The idea of having your heart cut out while you're still alive is a pretty gruesome. It gets weirder still when Kolchak learns the final victim of the current periodic spree is actually a willing sacrifice. Ouch!

    A real pity about the female Air Force officer getting offed. I thought she was smokin'.


    "The Knightly Murders" ***

    People are being killed with medieval weapons wielded by a knight in black armor.

    I always find it weird the way people are often shown being killed. Are they all so frozen in terror that they just sit there waiting for it? Kolchak seems to be the only one to use his fear to motivate his feet and try to run like hell. Very few others seem to put up a fight of any kind. :lol:

    This one felt off somehow. It was just okay I thought, but nothing special.


    "The Youth Killer" ***

    Beautiful young people in the prime of their lives are dying of advanced old age.

    This was just okay. The best part of it was seeing Cathy Lee Crosby in her prime and in a Grecian style dress. Nice! She also once got to play a version of Wonder Woman in a rather forgettable made-for-TV movie. Oh well...

    It seems the last few episodes are running out of steam just before the show got cancelled prematurely. There were originally supposed to be twenty-six episodes, but it just wasn't going to happen.
     
    Last edited: May 19, 2012
  17. Warped9

    Warped9 Admiral Admiral

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    "The Sentry" **

    A reptilian creature is loose in the tunnels of a data storage facility.

    This was a genuine disappointment where it felt like the players were just going through the motions, the characters were cliches and the monster was just cheesy without any quirky charm or cleverness. The aborted series, which otherwise was quite good in general ends on a whimper with this half-hearted effort.


    Overall this was a good show with cleverness, charm and wit. But it went unappreciated in its time. It was fun, but towards the end it felt like it was getting stuck in some cliches and formula.

    I have to wonder if it would have been better served as a series of made-for-TV movies where each story could have been given more care and each episode spaced out about every month to month-and-a-half, like Columbo and some other TV movie series.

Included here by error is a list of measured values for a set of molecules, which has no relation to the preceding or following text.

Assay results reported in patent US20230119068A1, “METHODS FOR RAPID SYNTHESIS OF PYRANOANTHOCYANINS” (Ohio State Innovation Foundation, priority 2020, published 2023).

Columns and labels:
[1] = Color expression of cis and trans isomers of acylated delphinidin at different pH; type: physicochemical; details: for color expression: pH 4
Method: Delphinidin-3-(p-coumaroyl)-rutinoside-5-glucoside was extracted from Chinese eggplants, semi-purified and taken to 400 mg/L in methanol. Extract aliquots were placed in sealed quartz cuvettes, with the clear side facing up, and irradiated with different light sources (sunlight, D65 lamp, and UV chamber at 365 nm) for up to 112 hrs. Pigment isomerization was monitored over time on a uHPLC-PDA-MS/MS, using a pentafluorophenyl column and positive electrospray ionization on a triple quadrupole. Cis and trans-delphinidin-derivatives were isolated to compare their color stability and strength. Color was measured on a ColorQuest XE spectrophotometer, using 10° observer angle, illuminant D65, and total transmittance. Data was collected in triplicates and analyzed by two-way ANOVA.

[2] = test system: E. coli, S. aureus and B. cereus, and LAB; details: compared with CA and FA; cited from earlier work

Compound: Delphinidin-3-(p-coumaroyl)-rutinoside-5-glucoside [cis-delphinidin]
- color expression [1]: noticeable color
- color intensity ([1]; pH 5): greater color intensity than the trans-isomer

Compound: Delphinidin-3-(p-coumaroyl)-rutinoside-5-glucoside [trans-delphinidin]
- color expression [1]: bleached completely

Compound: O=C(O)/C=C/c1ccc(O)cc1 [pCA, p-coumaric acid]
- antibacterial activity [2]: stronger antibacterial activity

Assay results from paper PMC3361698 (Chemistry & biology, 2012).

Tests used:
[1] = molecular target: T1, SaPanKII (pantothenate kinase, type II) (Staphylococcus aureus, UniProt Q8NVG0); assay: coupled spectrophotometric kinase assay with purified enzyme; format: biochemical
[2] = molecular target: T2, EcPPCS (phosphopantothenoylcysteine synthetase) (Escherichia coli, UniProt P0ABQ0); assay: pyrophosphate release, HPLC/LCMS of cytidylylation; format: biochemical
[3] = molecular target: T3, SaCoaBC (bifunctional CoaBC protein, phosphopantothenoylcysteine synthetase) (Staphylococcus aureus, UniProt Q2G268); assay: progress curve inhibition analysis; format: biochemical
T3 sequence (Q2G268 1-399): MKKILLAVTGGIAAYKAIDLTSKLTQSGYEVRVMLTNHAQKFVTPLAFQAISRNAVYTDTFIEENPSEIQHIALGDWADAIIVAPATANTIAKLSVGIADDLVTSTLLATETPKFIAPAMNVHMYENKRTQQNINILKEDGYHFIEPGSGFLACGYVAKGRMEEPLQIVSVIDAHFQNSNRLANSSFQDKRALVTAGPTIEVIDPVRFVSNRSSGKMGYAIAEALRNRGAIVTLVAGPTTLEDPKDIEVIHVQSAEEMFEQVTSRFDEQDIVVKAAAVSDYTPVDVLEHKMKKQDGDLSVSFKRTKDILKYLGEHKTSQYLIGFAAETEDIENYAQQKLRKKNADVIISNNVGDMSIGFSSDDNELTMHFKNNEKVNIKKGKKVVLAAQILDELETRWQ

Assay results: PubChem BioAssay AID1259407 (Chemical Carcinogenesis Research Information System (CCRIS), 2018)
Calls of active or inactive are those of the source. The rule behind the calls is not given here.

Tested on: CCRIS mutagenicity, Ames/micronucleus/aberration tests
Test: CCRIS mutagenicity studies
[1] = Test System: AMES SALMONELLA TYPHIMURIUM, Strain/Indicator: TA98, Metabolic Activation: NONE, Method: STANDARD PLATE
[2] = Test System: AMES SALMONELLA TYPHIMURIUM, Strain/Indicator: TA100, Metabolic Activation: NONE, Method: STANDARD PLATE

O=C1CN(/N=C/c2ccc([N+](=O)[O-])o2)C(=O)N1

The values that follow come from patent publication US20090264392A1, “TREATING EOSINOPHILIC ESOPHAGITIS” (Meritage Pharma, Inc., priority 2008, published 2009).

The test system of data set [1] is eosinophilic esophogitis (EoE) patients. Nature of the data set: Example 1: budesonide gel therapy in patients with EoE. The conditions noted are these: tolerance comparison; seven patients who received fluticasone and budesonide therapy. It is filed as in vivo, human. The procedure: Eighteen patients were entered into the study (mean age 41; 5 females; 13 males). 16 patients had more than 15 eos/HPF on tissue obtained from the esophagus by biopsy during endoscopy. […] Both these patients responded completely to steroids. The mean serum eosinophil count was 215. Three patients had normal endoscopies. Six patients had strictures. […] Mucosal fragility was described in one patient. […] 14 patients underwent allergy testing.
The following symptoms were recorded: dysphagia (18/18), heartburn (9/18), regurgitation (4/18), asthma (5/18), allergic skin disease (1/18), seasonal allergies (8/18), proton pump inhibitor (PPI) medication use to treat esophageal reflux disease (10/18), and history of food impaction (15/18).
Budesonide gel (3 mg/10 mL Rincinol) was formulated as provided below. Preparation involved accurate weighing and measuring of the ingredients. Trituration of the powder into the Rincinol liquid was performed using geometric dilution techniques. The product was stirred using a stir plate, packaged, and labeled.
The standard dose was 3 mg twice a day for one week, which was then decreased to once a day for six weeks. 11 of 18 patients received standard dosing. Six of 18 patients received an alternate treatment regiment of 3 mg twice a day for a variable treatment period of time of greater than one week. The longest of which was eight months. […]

18. RJDonner&Blitzen

    RJDonner&Blitzen Idealistic Cynic and Canon Champion Premium Member

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    ^^ I liked "The Sentry." It was actually structured a bit differently than the others, with Kolchak in peril at the start and hurrying to get the story told. It was also a bit reminiscent of "The Devil In The Dark." But my favorite part of that episode was Kolchak's rant about the creatures getting into basements and underground garages and how people needed to know; this really spoke to the core of his personality, and his motivation for doing what he does.

    Similarly, my favorite part of "The Knightly Murders" was the scene where he tried to save the girl by shoving the bureau up against the door and putting his shoulder up against it, even though it was clearly hopeless. "Get in there and lock the door, ya dumb broad." An unlikely hero, but a hero nevertheless.

    A long time ago, I subscribed to a Night Stalker fanzine that gave information about episodes that were in development when the show was canceled. Three went to script and are listed on the Wiki page-- and there are excerpts on Darren McGavin's home page. But there were others in earlier stages of development. The only thing I can remember off the top of my head was "The Piasa Bird," which I think was another story based on American Indian folklore. I've still got those fanzines around somewhere; I'll see if I can find them.
     
  19. Warped9

    Warped9 Admiral Admiral

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    There were moments in each of the last few episodes I still liked even though I was somewhat disappointed overall. "The Sentry" bugged me mostly because the reptilian monster was so cheesy looking (and I recall thinking the same way back when). It makes TOS' Gorn look like high art. And, yes, I also saw the similarities with TOS' "The Devil In The Dark."

    There's little point in me breaking down the season by ranking since most of the episodes were either good or excellent. It's enough to say this was a damned good show which seemed to be largely unappreciated when it was on. But it's easy to see how it could develop a cult following. It's also easy to see how Chris Carter could be so inspired by it to create The X-Files. Hell, not just in ideas there are whole individual stories that are very similar to what X-Files would eventually do.
     
  20. Temis the Vorta

    Temis the Vorta Fleet Admiral Admiral

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    They're really going through with the Depp movie - no Burton, though. Maybe it won't be horrible?

    Depp's going to have to play Kolchak as something other than a prissy weirdo or a drunk lunatic - right? At least that would be a change of pace for him (Depp).